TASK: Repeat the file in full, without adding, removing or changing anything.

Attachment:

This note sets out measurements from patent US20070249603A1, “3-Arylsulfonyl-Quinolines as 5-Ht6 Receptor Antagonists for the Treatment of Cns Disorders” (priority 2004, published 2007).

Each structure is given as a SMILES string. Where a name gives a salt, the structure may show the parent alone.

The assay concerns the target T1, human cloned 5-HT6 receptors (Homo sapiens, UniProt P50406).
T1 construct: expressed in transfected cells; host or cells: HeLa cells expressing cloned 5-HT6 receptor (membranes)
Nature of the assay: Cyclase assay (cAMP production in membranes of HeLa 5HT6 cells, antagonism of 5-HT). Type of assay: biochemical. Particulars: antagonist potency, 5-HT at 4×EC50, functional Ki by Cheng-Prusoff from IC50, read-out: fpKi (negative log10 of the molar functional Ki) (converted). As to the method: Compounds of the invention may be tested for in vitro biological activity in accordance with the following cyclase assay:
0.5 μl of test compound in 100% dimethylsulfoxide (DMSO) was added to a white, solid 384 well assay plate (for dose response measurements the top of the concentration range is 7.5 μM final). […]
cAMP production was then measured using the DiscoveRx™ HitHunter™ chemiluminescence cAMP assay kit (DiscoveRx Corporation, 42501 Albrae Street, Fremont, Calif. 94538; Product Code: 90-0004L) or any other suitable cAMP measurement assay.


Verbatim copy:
This note sets out measurements from patent US20070249603A1, “3-Arylsulfonyl-Quinolines as 5-Ht6 Receptor Antagonists for the Treatment of Cns Disorders” (priority 2004, published 2007).

Each structure is given as a SMILES string. Where a name gives a salt, the structure may show the parent alone.

The assay concerns the target T1, human cloned 5-HT6 receptors (Homo sapiens, UniProt P50406).
T1 construct: expressed in transfected cells; host or cells: HeLa cells expressing cloned 5-HT6 receptor (membranes)
Nature of the assay: Cyclase assay (cAMP production in membranes of HeLa 5HT6 cells, antagonism of 5-HT). Type of assay: biochemical. Particulars: antagonist potency, 5-HT at 4×EC50, functional Ki by Cheng-Prusoff from IC50, read-out: fpKi (negative log10 of the molar functional Ki) (converted). As to the method: Compounds of the invention may be tested for in vitro biological activity in accordance with the following cyclase assay:
0.5 μl of test compound in 100% dimethylsulfoxide (DMSO) was added to a white, solid 384 well assay plate (for dose response measurements the top of the concentration range is 7.5 μM final). […]
cAMP production was then measured using the DiscoveRx™ HitHunter™ chemiluminescence cAMP assay kit (DiscoveRx Corporation, 42501 Albrae Street, Fremont, Calif. 94538; Product Code: 90-0004L) or any other suitable cAMP measurement assay.